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What You Must Know About Copyright Trademark

What You Must Know About Copyright Trademark

Under American law, the
practices of both copyright and trademark law are geared toward providing
distinctively new expressions of creativity with protection from being used by
others. The main distinction made between a copyright and trademark relates to
the scope of originality and authorship which is involved in the act of
creative expression. While “works” of authorship are protected under
copyright, trademarks pertain to a single word, phrase, or symbol which are not
presented and understood as discrete and original works.

Commonly, compositions created
for the sake of entertainment or artistic expression are placed under copyright
and trademark protection which is extended to the distinctive ways in which a
particular company, service, or good is advertised and packaged for consumers.
While the interests of potential consumers are not necessarily protected under
copyright, trademarks are essentially understood as identifying the source of a
good or service, and therefore, providing guidance to potential consumers as to
the reliability of the provider.

Trademark law is thus
formulated primarily in terms of consumer protection and only secondarily for
the benefit of authors, while copyright laws are not formulated, with the
exception of fair use provisions, specifically with reference to the people
other than the copyright holder who might wish to make use of the copyrighted

In contrast to the rigorous standard of originality which is
enforced through the concept of plagiarism for laws on copyright, trademarks
are held to less demanding expectations. Because of the essentially practical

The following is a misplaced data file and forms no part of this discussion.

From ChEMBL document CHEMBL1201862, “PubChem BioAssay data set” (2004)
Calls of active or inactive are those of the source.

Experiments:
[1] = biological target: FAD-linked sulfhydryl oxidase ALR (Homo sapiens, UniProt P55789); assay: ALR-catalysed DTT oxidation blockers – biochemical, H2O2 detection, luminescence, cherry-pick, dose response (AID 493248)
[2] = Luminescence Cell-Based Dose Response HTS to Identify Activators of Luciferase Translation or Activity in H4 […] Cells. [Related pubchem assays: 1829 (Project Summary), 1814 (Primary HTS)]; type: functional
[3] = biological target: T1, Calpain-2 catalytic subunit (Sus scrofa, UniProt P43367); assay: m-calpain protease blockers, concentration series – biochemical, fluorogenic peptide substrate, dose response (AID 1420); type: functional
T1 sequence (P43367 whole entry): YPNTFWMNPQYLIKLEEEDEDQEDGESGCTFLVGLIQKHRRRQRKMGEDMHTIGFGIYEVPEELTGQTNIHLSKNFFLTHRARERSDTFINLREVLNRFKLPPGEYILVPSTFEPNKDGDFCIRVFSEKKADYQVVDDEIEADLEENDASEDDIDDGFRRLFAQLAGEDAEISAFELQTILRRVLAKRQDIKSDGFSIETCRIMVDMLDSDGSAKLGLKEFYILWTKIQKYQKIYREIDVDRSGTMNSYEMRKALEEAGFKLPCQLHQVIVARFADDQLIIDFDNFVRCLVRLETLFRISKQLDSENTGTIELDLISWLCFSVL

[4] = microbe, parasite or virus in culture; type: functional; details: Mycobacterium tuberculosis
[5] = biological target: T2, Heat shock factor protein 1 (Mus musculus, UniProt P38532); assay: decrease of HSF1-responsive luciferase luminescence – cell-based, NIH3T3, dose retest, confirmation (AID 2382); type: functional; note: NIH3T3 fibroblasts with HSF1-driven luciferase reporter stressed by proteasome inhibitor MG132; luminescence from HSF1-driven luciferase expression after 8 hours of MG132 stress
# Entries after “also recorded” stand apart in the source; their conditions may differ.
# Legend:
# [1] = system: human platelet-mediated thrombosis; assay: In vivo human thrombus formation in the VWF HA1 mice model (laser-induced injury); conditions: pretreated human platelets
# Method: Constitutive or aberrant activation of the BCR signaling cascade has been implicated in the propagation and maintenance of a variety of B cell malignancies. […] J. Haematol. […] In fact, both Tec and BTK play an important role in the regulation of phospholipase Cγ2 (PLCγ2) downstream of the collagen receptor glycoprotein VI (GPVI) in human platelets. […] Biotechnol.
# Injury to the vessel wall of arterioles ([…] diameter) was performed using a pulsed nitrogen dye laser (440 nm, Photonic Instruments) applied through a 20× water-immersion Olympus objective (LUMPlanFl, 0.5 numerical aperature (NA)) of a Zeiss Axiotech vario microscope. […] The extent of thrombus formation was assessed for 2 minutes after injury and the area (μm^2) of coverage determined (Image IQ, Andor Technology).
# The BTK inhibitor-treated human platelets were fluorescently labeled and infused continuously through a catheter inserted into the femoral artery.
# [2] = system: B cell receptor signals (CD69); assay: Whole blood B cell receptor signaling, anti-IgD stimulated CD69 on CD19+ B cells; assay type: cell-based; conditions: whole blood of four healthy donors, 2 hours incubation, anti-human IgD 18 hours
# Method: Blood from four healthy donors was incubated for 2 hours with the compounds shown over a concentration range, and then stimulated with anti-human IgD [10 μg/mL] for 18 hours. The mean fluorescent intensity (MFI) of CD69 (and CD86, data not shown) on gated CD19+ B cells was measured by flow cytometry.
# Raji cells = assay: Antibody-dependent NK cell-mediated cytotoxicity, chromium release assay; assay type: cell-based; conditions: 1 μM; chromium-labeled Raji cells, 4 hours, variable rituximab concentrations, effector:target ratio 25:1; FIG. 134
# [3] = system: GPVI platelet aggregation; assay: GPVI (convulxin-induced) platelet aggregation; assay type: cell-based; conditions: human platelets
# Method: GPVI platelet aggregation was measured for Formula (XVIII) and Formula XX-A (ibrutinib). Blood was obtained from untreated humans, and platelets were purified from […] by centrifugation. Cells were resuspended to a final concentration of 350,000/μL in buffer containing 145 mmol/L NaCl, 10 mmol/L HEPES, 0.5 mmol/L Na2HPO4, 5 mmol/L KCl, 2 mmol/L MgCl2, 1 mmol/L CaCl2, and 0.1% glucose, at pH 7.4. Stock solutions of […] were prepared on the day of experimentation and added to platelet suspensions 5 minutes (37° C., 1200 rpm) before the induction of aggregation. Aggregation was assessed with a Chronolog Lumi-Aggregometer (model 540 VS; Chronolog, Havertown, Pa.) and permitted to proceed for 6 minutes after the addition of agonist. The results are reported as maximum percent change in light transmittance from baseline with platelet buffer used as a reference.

purpose assumed of a trademark’s function in increasing revenues for its holder
and clarifying distinctions between goods for consumers, trademarks may consist
of words or symbols commonly known. While a musical composer, for instance,
would not be allowed to lift a large section of another person’s novel under
copyright, trademarks may be held of a strongly similar nature by companies in
widely varying fields without conflict.

Copyright and trademark
protection are thus secured by different bodies. The Library of Congress
provides registration for the purposes of copyright and trademark applications
are sent to the
 United States Patent and Trademark Office. The process of accepting an
item for copyright registration and the fees that may be incurred are generally
quite slight, while the process of trademark registration is suited to the purposes
of commercial enterprises and the ambiguities that may arise. It is thus
considered an adversarial rather than primarily administrative process

Both copyrights and trademarks may be used side by side. A basic slogan used for the
advertising of a product or service may be covered by trademarks, while the
advertising copy with which it is used and may even appear in will be
copyrighted. Similarly, a distinctive design used for printing a slogan in
advertisements might show what is considered by the Library of Congress to be
“sufficient authorship” in order to be protected under trademarks.

Copyright and trademark law may
also cover articles that in content are substantially the same. An author may
identify a short phrase or single word as an entire story. The way in which the
assembly of language is presented provides the main criteria.